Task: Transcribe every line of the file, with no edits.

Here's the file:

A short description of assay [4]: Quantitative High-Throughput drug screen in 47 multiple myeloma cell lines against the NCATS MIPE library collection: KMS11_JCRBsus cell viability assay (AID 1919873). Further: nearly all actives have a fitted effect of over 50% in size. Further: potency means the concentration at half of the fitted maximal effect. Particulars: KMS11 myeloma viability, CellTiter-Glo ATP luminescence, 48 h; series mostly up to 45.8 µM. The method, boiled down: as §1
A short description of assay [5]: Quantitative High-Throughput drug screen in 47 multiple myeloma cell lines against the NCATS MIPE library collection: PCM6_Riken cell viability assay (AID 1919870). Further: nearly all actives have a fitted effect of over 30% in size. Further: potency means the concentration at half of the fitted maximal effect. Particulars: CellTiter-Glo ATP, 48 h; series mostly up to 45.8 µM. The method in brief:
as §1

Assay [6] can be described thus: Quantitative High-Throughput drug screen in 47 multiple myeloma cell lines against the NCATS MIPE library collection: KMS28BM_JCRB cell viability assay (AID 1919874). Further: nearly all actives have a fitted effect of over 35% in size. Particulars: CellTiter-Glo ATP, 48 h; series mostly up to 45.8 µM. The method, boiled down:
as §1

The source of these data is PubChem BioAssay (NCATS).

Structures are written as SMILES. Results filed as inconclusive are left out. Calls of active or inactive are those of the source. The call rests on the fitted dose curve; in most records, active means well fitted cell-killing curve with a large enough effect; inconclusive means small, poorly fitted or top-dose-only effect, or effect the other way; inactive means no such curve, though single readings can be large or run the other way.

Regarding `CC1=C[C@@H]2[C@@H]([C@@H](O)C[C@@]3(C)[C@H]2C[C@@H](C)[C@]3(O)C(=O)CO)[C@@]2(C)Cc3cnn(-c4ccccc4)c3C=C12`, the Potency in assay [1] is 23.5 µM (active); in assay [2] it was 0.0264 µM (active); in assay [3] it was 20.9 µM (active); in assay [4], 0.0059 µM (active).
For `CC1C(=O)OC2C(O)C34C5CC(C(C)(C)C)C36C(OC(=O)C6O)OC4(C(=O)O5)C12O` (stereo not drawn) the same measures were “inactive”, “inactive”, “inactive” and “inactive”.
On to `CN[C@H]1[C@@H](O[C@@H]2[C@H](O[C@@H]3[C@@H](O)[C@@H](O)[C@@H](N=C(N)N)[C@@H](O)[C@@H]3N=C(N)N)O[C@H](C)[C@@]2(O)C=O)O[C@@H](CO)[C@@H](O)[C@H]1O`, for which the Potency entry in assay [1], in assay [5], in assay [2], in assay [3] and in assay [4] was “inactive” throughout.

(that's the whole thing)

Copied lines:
A short description of assay [4]: Quantitative High-Throughput drug screen in 47 multiple myeloma cell lines against the NCATS MIPE library collection: KMS11_JCRBsus cell viability assay (AID 1919873). Further: nearly all actives have a fitted effect of over 50% in size. Further: potency means the concentration at half of the fitted maximal effect. Particulars: KMS11 myeloma viability, CellTiter-Glo ATP luminescence, 48 h; series mostly up to 45.8 µM. The method, boiled down: as §1
A short description of assay [5]: Quantitative High-Throughput drug screen in 47 multiple myeloma cell lines against the NCATS MIPE library collection: PCM6_Riken cell viability assay (AID 1919870). Further: nearly all actives have a fitted effect of over 30% in size. Further: potency means the concentration at half of the fitted maximal effect. Particulars: CellTiter-Glo ATP, 48 h; series mostly up to 45.8 µM. The method in brief:
as §1

Assay [6] can be described thus: Quantitative High-Throughput drug screen in 47 multiple myeloma cell lines against the NCATS MIPE library collection: KMS28BM_JCRB cell viability assay (AID 1919874). Further: nearly all actives have a fitted effect of over 35% in size. Particulars: CellTiter-Glo ATP, 48 h; series mostly up to 45.8 µM. The method, boiled down:
as §1

The source of these data is PubChem BioAssay (NCATS).

Structures are written as SMILES. Results filed as inconclusive are left out. Calls of active or inactive are those of the source. The call rests on the fitted dose curve; in most records, active means well fitted cell-killing curve with a large enough effect; inconclusive means small, poorly fitted or top-dose-only effect, or effect the other way; inactive means no such curve, though single readings can be large or run the other way.

Regarding `CC1=C[C@@H]2[C@@H]([C@@H](O)C[C@@]3(C)[C@H]2C[C@@H](C)[C@]3(O)C(=O)CO)[C@@]2(C)Cc3cnn(-c4ccccc4)c3C=C12`, the Potency in assay [1] is 23.5 µM (active); in assay [2] it was 0.0264 µM (active); in assay [3] it was 20.9 µM (active); in assay [4], 0.0059 µM (active).
For `CC1C(=O)OC2C(O)C34C5CC(C(C)(C)C)C36C(OC(=O)C6O)OC4(C(=O)O5)C12O` (stereo not drawn) the same measures were “inactive”, “inactive”, “inactive” and “inactive”.
On to `CN[C@H]1[C@@H](O[C@@H]2[C@H](O[C@@H]3[C@@H](O)[C@@H](O)[C@@H](N=C(N)N)[C@@H](O)[C@@H]3N=C(N)N)O[C@H](C)[C@@]2(O)C=O)O[C@@H](CO)[C@@H](O)[C@H]1O`, for which the Potency entry in assay [1], in assay [5], in assay [2], in assay [3] and in assay [4] was “inactive” throughout.